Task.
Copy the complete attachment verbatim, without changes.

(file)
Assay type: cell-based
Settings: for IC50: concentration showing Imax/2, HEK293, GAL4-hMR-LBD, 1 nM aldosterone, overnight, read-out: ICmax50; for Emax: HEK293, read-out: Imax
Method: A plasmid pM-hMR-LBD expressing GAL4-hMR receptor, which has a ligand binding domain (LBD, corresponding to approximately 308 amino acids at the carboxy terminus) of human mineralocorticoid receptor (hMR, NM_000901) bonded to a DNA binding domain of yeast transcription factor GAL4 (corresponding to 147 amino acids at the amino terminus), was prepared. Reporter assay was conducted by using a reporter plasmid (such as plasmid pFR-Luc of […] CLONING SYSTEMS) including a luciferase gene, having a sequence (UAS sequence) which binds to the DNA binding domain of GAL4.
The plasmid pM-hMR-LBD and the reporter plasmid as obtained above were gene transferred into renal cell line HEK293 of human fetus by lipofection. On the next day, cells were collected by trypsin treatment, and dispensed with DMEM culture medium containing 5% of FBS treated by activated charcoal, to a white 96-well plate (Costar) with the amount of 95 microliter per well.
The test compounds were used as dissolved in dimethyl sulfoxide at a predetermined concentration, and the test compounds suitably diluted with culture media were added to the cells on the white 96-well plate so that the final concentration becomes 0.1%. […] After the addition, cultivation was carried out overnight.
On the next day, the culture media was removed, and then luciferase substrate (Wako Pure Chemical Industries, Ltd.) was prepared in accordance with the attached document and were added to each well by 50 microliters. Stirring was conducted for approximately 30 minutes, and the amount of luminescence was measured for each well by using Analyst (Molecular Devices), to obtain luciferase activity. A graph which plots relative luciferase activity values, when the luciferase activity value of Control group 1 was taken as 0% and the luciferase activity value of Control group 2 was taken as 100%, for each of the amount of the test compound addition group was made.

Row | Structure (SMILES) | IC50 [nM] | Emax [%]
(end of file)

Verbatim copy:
Assay type: cell-based
Settings: for IC50: concentration showing Imax/2, HEK293, GAL4-hMR-LBD, 1 nM aldosterone, overnight, read-out: ICmax50; for Emax: HEK293, read-out: Imax
Method: A plasmid pM-hMR-LBD expressing GAL4-hMR receptor, which has a ligand binding domain (LBD, corresponding to approximately 308 amino acids at the carboxy terminus) of human mineralocorticoid receptor (hMR, NM_000901) bonded to a DNA binding domain of yeast transcription factor GAL4 (corresponding to 147 amino acids at the amino terminus), was prepared. Reporter assay was conducted by using a reporter plasmid (such as plasmid pFR-Luc of […] CLONING SYSTEMS) including a luciferase gene, having a sequence (UAS sequence) which binds to the DNA binding domain of GAL4.
The plasmid pM-hMR-LBD and the reporter plasmid as obtained above were gene transferred into renal cell line HEK293 of human fetus by lipofection. On the next day, cells were collected by trypsin treatment, and dispensed with DMEM culture medium containing 5% of FBS treated by activated charcoal, to a white 96-well plate (Costar) with the amount of 95 microliter per well.
The test compounds were used as dissolved in dimethyl sulfoxide at a predetermined concentration, and the test compounds suitably diluted with culture media were added to the cells on the white 96-well plate so that the final concentration becomes 0.1%. […] After the addition, cultivation was carried out overnight.
On the next day, the culture media was removed, and then luciferase substrate (Wako Pure Chemical Industries, Ltd.) was prepared in accordance with the attached document and were added to each well by 50 microliters. Stirring was conducted for approximately 30 minutes, and the amount of luminescence was measured for each well by using Analyst (Molecular Devices), to obtain luciferase activity. A graph which plots relative luciferase activity values, when the luciferase activity value of Control group 1 was taken as 0% and the luciferase activity value of Control group 2 was taken as 100%, for each of the amount of the test compound addition group was made.

Row | Structure (SMILES) | IC50 [nM] | Emax [%]